Friday, September 25, 2009

Rippling Angelica My "Bouncer" To Work

A few weeks ago I was presenting to the Austin Contact Center Alliance's Symposium 2009. My co-presenter David Godwin of Sneaky Games and I were presenting on how to engage one's workforce through the use of gaming and social networking technology. Before our session a lovely woman by the name of Angelica came into the room where we were setting up to inform us that she would be our room monitor for the morning.

I speak at a lot of events and often at a conference or workshop the organization will provide a room monitor to help answer attendees' questions, direct them to the bathroom, encourage them to fill out their evaluation forms at the end of the session and often introduce the speaker. These people are typically volunteers who have agreed to spend their day helping the conference in this capacity.

Consequently as a speaker I often get into my room way early (it's a habit) and have had the opportunity to witness first-hand how other speakers interact and communicate with their room monitors. To say the least I've witnessed some pretty pathetic treatment of these people. I've seen really egotistical speakers demand cokes or water from their monitor or have some other loftier expectations like carrying their stuff in and out of their sessions. I've seen other speakers outright ignore those room monitors altogether. Some of these speakers are people whom I've admired and followed which proves disappointing to see who they really are offstage.

I have always made it a point to go out of my way to be nice to anyone affiliated with the conference. I find myself rather embarrassed when other speakers don't do the same. It gives our entire profession a bad name.

Well at the Symposium Angelic came in to tell us our session would be starting a few minutes late. She had a great personality though she admitted she was a bit nervous about having to get up and introduce us. I immediately started having some fun with her asking if it would be okay to refer to her instead of our room monitor as our "bouncer" or the "room enforcer." She seemed to really get a kick out of that!

My joking with her seemed to put her at instant ease. After we were setup and basically just waiting for our session to start I went over to her and sat down and started talking to her. I started asking her about herself and what brought her to volunteer at the conference. She proceeded to tell me that she lives in another town just south of Austin but has been trying to secure a new job in Austin and so she's been coming up every single day for months. She mentioned a career counselor had recommended volunteering at this specific conference and that it might give her some excellent exposure into companies that might be hiring.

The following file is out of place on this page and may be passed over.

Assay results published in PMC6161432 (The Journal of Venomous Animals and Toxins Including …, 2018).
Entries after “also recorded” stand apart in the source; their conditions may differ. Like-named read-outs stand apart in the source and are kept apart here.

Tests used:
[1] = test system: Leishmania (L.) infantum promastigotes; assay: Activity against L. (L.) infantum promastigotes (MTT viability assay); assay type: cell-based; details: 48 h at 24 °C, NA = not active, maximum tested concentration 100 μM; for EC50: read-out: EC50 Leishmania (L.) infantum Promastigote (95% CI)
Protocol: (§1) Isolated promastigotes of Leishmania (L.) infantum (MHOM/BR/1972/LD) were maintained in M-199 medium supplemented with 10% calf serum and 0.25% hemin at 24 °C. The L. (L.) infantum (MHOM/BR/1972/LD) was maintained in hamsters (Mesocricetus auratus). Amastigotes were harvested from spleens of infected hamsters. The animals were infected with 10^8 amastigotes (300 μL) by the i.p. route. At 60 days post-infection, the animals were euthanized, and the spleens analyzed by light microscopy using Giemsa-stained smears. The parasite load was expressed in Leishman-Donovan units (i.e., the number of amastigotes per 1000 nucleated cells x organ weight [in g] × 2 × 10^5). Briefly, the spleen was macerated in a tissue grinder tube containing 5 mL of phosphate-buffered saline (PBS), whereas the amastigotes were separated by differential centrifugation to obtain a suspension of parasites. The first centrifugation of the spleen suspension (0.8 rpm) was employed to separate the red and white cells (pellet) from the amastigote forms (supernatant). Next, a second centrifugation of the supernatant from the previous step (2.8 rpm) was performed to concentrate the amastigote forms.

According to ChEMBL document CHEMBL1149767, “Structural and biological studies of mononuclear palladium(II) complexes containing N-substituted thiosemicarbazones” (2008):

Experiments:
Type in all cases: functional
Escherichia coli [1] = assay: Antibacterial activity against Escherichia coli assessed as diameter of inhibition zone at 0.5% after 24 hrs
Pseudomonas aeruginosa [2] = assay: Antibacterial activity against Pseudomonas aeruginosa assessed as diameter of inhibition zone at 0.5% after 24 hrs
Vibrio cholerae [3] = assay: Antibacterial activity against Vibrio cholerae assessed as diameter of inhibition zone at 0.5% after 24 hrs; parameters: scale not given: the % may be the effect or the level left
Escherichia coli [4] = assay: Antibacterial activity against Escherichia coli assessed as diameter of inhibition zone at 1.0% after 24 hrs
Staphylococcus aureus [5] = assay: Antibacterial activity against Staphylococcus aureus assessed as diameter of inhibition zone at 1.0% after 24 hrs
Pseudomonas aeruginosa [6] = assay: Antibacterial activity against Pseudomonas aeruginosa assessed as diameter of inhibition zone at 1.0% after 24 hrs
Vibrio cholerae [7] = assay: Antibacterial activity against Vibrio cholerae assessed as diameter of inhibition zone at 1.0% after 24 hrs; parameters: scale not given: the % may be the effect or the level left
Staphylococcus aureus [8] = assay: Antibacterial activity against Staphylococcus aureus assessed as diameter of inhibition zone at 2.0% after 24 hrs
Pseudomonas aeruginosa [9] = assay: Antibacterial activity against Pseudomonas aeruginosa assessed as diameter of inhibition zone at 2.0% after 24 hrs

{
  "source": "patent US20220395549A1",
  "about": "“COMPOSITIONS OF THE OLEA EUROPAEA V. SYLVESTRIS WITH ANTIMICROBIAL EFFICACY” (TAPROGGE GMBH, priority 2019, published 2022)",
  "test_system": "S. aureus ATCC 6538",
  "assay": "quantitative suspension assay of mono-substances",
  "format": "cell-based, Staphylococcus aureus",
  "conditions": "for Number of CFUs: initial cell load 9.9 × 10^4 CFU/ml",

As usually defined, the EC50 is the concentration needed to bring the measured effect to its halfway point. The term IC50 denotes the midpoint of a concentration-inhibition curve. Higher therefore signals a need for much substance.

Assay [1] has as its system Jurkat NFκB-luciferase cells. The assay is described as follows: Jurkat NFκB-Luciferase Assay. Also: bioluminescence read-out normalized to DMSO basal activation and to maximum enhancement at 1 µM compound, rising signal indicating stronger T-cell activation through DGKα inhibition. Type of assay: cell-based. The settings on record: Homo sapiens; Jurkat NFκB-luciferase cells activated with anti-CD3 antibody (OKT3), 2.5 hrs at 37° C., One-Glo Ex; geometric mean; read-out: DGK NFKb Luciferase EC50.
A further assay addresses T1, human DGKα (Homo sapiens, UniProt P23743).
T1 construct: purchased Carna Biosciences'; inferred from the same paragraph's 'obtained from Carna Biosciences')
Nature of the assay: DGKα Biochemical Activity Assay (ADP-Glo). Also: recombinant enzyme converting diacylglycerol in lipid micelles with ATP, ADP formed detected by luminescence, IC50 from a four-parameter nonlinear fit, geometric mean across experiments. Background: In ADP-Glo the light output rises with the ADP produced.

We probably spent about five minutes chatting altogether but I could instantly tell I liked her. She had a great presence and had a strong determination that a job was out there, she just needed to find it. I mentioned that I knew a lot of people and that she could send me her resume and I would see what I can do. That very night she did just that.

One of the ladies who originally invited me to speak at the Symposium is heavily involved with the City of Austin. I simply asked her if she would be willing to take a look at Angelica's resume and perhaps see if she saw a match for any of the openings they had. I was also hedging my bets a bit as I knew this woman knows a lot of other people who might be interested in meeting an enthusiastic and determined young woman like Angelica.

A week ago I received the following email:

"This is Angelica. I just wanted to thank you for making contact with Jewell. I start work September 28, 2009! You started it all for me. Thank you so much. God bless."

It would have been easy to ignore my "room monitor," lots of speakers do. I could have easily treated her like a volunteer and chose not to waste my time or breath talking with her. I could have been so self-centered that I could have just focused on what I was going to say during my presentation and nothing else. But that isn't me...nor do I suspect it is you.

Ripplers don't just passively sit by and let things happen, they take action. Though admittedly I did nothing more than send a few emails passing on Angelica's resume it was enough to get the Ripples started. And I know without a doubt I did something significant for a young woman that clearly need just a little help at the right time. I was happy to do it.

The end result may have been a job for young Angelica but the real result was in how it made me feel to play a small part in helping her find it.

Ripple On!!!

No comments: